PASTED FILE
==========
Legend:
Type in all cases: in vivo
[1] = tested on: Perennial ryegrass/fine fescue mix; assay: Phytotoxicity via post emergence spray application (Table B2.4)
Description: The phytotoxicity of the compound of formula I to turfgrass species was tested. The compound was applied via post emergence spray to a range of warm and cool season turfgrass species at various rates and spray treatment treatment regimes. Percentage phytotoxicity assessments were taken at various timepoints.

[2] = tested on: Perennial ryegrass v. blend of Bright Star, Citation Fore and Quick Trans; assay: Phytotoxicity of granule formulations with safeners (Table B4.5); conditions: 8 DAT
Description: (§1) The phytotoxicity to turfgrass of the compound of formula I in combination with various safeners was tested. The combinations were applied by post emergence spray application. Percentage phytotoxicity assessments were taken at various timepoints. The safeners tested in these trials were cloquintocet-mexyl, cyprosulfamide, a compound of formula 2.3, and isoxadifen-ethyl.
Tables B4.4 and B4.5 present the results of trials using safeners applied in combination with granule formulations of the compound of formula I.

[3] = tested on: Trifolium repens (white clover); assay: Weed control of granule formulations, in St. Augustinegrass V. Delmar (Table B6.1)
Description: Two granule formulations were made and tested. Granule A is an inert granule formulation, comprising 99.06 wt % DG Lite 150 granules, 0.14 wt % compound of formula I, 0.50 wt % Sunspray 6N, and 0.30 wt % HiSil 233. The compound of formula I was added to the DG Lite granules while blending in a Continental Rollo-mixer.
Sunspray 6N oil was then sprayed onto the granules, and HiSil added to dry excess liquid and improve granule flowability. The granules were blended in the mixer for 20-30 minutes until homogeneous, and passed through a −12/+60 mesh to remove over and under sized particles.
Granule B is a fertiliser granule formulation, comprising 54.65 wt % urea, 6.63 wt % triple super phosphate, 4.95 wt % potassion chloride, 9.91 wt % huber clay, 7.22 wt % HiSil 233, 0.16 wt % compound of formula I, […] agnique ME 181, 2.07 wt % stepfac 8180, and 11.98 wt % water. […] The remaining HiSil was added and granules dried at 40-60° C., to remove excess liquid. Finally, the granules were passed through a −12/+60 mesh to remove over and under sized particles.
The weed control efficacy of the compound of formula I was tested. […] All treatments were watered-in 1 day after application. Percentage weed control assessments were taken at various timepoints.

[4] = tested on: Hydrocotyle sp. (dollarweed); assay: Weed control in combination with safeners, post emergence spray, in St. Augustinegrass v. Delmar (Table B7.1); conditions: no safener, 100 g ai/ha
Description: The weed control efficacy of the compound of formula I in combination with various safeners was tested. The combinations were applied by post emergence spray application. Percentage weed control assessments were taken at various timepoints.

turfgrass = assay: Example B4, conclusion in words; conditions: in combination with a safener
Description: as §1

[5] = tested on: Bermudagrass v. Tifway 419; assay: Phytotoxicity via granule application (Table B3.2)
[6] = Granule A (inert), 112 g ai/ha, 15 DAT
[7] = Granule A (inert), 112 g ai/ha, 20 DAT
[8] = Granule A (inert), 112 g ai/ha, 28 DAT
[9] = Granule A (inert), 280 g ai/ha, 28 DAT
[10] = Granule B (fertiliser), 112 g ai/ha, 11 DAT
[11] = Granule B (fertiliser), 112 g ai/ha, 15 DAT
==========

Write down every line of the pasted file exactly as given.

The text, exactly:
Legend:
Type in all cases: in vivo
[1] = tested on: Perennial ryegrass/fine fescue mix; assay: Phytotoxicity via post emergence spray application (Table B2.4)
Description: The phytotoxicity of the compound of formula I to turfgrass species was tested. The compound was applied via post emergence spray to a range of warm and cool season turfgrass species at various rates and spray treatment treatment regimes. Percentage phytotoxicity assessments were taken at various timepoints.

[2] = tested on: Perennial ryegrass v. blend of Bright Star, Citation Fore and Quick Trans; assay: Phytotoxicity of granule formulations with safeners (Table B4.5); conditions: 8 DAT
Description: (§1) The phytotoxicity to turfgrass of the compound of formula I in combination with various safeners was tested. The combinations were applied by post emergence spray application. Percentage phytotoxicity assessments were taken at various timepoints. The safeners tested in these trials were cloquintocet-mexyl, cyprosulfamide, a compound of formula 2.3, and isoxadifen-ethyl.
Tables B4.4 and B4.5 present the results of trials using safeners applied in combination with granule formulations of the compound of formula I.

[3] = tested on: Trifolium repens (white clover); assay: Weed control of granule formulations, in St. Augustinegrass V. Delmar (Table B6.1)
Description: Two granule formulations were made and tested. Granule A is an inert granule formulation, comprising 99.06 wt % DG Lite 150 granules, 0.14 wt % compound of formula I, 0.50 wt % Sunspray 6N, and 0.30 wt % HiSil 233. The compound of formula I was added to the DG Lite granules while blending in a Continental Rollo-mixer.
Sunspray 6N oil was then sprayed onto the granules, and HiSil added to dry excess liquid and improve granule flowability. The granules were blended in the mixer for 20-30 minutes until homogeneous, and passed through a −12/+60 mesh to remove over and under sized particles.
Granule B is a fertiliser granule formulation, comprising 54.65 wt % urea, 6.63 wt % triple super phosphate, 4.95 wt % potassion chloride, 9.91 wt % huber clay, 7.22 wt % HiSil 233, 0.16 wt % compound of formula I, […] agnique ME 181, 2.07 wt % stepfac 8180, and 11.98 wt % water. […] The remaining HiSil was added and granules dried at 40-60° C., to remove excess liquid. Finally, the granules were passed through a −12/+60 mesh to remove over and under sized particles.
The weed control efficacy of the compound of formula I was tested. […] All treatments were watered-in 1 day after application. Percentage weed control assessments were taken at various timepoints.

[4] = tested on: Hydrocotyle sp. (dollarweed); assay: Weed control in combination with safeners, post emergence spray, in St. Augustinegrass v. Delmar (Table B7.1); conditions: no safener, 100 g ai/ha
Description: The weed control efficacy of the compound of formula I in combination with various safeners was tested. The combinations were applied by post emergence spray application. Percentage weed control assessments were taken at various timepoints.

turfgrass = assay: Example B4, conclusion in words; conditions: in combination with a safener
Description: as §1

[5] = tested on: Bermudagrass v. Tifway 419; assay: Phytotoxicity via granule application (Table B3.2)
[6] = Granule A (inert), 112 g ai/ha, 15 DAT
[7] = Granule A (inert), 112 g ai/ha, 20 DAT
[8] = Granule A (inert), 112 g ai/ha, 28 DAT
[9] = Granule A (inert), 280 g ai/ha, 28 DAT
[10] = Granule B (fertiliser), 112 g ai/ha, 11 DAT
[11] = Granule B (fertiliser), 112 g ai/ha, 15 DAT